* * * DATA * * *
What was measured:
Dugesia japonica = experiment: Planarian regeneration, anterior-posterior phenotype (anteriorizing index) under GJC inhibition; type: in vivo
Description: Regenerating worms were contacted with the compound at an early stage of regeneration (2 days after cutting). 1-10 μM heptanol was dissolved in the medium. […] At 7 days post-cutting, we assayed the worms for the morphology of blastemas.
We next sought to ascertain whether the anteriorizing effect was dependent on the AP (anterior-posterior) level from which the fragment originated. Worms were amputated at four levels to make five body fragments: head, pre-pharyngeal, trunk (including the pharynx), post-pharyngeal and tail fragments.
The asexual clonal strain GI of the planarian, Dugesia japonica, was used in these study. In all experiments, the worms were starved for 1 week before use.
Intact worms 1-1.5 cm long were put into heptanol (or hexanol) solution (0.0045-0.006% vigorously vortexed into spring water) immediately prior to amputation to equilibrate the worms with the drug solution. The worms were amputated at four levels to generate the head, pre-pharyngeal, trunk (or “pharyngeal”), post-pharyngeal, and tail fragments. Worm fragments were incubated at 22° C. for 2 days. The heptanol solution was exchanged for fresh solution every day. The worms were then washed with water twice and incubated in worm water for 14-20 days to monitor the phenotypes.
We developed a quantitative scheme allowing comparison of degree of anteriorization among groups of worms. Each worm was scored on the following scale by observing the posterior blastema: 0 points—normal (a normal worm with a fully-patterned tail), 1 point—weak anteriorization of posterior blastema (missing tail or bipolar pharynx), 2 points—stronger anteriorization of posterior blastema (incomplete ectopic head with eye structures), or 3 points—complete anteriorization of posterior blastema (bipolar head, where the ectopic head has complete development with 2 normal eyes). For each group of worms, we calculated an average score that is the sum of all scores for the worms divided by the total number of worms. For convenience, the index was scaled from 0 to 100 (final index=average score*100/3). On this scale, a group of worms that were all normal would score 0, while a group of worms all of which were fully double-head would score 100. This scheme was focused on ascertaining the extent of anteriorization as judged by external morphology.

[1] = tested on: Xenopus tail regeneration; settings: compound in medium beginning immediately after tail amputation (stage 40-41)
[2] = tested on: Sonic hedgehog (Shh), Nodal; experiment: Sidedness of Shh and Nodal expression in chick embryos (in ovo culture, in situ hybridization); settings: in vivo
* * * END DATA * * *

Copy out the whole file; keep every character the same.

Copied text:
What was measured:
Dugesia japonica = experiment: Planarian regeneration, anterior-posterior phenotype (anteriorizing index) under GJC inhibition; type: in vivo
Description: Regenerating worms were contacted with the compound at an early stage of regeneration (2 days after cutting). 1-10 μM heptanol was dissolved in the medium. […] At 7 days post-cutting, we assayed the worms for the morphology of blastemas.
We next sought to ascertain whether the anteriorizing effect was dependent on the AP (anterior-posterior) level from which the fragment originated. Worms were amputated at four levels to make five body fragments: head, pre-pharyngeal, trunk (including the pharynx), post-pharyngeal and tail fragments.
The asexual clonal strain GI of the planarian, Dugesia japonica, was used in these study. In all experiments, the worms were starved for 1 week before use.
Intact worms 1-1.5 cm long were put into heptanol (or hexanol) solution (0.0045-0.006% vigorously vortexed into spring water) immediately prior to amputation to equilibrate the worms with the drug solution. The worms were amputated at four levels to generate the head, pre-pharyngeal, trunk (or “pharyngeal”), post-pharyngeal, and tail fragments. Worm fragments were incubated at 22° C. for 2 days. The heptanol solution was exchanged for fresh solution every day. The worms were then washed with water twice and incubated in worm water for 14-20 days to monitor the phenotypes.
We developed a quantitative scheme allowing comparison of degree of anteriorization among groups of worms. Each worm was scored on the following scale by observing the posterior blastema: 0 points—normal (a normal worm with a fully-patterned tail), 1 point—weak anteriorization of posterior blastema (missing tail or bipolar pharynx), 2 points—stronger anteriorization of posterior blastema (incomplete ectopic head with eye structures), or 3 points—complete anteriorization of posterior blastema (bipolar head, where the ectopic head has complete development with 2 normal eyes). For each group of worms, we calculated an average score that is the sum of all scores for the worms divided by the total number of worms. For convenience, the index was scaled from 0 to 100 (final index=average score*100/3). On this scale, a group of worms that were all normal would score 0, while a group of worms all of which were fully double-head would score 100. This scheme was focused on ascertaining the extent of anteriorization as judged by external morphology.

[1] = tested on: Xenopus tail regeneration; settings: compound in medium beginning immediately after tail amputation (stage 40-41)
[2] = tested on: Sonic hedgehog (Shh), Nodal; experiment: Sidedness of Shh and Nodal expression in chick embryos (in ovo culture, in situ hybridization); settings: in vivo